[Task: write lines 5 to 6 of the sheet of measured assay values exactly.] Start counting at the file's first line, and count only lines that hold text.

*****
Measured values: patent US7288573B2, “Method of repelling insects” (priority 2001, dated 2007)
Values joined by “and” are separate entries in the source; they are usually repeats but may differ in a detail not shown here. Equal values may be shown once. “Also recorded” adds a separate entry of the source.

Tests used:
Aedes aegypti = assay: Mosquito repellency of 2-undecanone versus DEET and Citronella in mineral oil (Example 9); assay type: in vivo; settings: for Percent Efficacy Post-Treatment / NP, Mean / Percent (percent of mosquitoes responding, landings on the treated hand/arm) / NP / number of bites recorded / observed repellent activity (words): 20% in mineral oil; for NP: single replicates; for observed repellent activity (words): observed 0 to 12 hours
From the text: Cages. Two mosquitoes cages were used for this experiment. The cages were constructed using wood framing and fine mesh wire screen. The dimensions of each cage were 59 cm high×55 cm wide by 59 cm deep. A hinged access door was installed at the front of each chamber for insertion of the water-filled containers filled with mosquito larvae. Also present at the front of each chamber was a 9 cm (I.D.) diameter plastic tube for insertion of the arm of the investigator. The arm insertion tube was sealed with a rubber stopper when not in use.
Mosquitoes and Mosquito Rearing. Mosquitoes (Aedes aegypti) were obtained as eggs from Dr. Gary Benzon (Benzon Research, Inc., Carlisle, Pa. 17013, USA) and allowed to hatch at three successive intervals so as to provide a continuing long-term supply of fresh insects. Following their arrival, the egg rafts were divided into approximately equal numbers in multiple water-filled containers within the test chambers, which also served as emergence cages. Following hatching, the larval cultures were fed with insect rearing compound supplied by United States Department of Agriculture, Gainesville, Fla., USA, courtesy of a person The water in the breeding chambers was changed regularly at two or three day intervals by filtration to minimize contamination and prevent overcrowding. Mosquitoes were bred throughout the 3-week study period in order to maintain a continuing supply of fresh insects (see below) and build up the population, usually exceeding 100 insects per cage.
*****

From the text: Cages. Two mosquitoes cages were used for this experiment. The cages were constructed using wood framing and fine mesh wire screen. The dimensions of each cage were 59 cm high×55 cm wide by 59 cm deep. A hinged access door was installed at the front of each chamber for insertion of the water-filled containers filled with mosquito larvae. Also present at the front of each chamber was a 9 cm (I.D.) diameter plastic tube for insertion of the arm of the investigator. The arm insertion tube was sealed with a rubber stopper when not in use.
Mosquitoes and Mosquito Rearing. Mosquitoes (Aedes aegypti) were obtained as eggs from Dr. Gary Benzon (Benzon Research, Inc., Carlisle, Pa. 17013, USA) and allowed to hatch at three successive intervals so as to provide a continuing long-term supply of fresh insects. Following their arrival, the egg rafts were divided into approximately equal numbers in multiple water-filled containers within the test chambers, which also served as emergence cages. Following hatching, the larval cultures were fed with insect rearing compound supplied by United States Department of Agriculture, Gainesville, Fla., USA, courtesy of a person The water in the breeding chambers was changed regularly at two or three day intervals by filtration to minimize contamination and prevent overcrowding. Mosquitoes were bred throughout the 3-week study period in order to maintain a continuing supply of fresh insects (see below) and build up the population, usually exceeding 100 insects per cage.